Stalking charges are a difficult issue to navigate, especially because they are often based on very little hard evidence. While they are similar in nature to violent crime charges, stalking is very specifically different from violent crimes because by definition stalking does not usually involve actual physical violence.
Stalking charges may arise a number of ways, and these charges may flex to include surprisingly benign behavior, depending on the circumstances and the claims of the accuser. In Missouri, the law indicates that individuals may face aggravated stalking charges if they
- Intentionally harass another person or follow him or her while intending to harass that person
- Exhibit this behavior repeatedly
- Pose some sort of credible threat against the alleged victim, causing the victim to reasonably fear for his or her life or physical safety
If you face stalking charges, it is important to defend your rights and your reputation. In some cases, for instance, a frustrated former partner may bring stalking charges against a person out of retribution, rather than because of actual threatening behavior. This is not to say that all individuals who claim another person is stalking them does so frivolously. However, it is surprisingly common for a person who wishes to add some legal clout to a particularly difficult personal falling out or break-up to allege that the other party is stalking him or her.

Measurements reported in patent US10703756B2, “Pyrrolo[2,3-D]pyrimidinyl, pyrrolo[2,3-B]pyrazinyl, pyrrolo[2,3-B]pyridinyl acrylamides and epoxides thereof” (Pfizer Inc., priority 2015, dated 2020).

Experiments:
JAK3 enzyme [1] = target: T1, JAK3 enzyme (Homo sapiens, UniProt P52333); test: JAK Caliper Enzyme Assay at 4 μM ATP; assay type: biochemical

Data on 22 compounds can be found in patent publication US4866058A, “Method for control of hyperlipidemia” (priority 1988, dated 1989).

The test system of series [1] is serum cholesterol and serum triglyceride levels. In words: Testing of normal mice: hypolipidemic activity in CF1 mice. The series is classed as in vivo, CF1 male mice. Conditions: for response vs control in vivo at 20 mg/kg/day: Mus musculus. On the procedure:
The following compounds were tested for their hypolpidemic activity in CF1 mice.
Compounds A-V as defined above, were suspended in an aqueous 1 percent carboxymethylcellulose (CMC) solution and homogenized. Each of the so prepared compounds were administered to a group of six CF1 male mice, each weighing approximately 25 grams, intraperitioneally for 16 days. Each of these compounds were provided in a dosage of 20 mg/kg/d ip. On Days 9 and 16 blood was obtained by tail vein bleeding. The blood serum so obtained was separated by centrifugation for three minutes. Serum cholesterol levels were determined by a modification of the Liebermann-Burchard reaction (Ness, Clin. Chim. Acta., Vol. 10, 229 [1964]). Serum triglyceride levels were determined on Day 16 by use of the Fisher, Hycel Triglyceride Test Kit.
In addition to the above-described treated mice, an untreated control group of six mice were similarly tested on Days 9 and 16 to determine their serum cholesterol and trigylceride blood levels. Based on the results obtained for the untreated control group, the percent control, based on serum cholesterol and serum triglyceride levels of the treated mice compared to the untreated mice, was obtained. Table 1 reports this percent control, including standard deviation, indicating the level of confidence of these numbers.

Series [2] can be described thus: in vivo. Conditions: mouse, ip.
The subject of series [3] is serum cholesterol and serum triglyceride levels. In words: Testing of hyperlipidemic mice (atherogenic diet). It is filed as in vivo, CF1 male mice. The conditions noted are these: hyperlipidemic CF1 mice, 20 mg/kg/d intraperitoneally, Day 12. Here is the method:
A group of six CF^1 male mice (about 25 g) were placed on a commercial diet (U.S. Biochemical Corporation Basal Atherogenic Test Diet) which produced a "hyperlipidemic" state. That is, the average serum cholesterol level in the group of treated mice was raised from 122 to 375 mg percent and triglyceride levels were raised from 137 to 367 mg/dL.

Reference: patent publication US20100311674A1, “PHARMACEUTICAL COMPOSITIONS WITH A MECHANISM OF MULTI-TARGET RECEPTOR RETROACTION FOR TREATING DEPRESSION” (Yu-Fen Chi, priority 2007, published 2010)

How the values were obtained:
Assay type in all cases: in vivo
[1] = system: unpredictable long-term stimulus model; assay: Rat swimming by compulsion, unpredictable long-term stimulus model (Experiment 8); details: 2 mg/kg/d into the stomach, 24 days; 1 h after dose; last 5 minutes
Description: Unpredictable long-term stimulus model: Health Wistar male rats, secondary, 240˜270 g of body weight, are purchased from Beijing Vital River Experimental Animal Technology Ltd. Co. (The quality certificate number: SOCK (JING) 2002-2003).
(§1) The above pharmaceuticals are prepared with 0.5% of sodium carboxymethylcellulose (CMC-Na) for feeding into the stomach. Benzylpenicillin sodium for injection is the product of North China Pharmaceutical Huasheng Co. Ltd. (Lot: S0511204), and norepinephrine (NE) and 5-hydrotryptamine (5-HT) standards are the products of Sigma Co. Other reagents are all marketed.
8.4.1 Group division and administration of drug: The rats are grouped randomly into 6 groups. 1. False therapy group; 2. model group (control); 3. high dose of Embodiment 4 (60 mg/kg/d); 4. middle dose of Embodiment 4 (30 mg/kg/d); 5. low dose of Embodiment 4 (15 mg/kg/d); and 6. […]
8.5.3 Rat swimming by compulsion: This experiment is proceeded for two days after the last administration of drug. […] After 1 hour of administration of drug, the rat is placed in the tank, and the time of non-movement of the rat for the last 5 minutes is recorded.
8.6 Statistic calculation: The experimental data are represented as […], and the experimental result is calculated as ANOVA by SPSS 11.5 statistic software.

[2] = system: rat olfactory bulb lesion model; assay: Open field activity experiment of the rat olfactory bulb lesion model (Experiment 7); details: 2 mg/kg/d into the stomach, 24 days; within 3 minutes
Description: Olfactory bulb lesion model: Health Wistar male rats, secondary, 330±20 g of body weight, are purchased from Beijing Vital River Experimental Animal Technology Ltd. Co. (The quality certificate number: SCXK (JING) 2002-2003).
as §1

Be sure to consider all your legal options in the face of stalking charges. These charges may seriously affect many areas of your life, both professionally and personally. With proper legal counsel from an experienced defense attorney, you can assess the validity of the charges against you and identify strong grounds to challenge the charges to keep your reputation and rights secure.
Source: FindLaw, "Stalking," accessed Jan. 12, 2018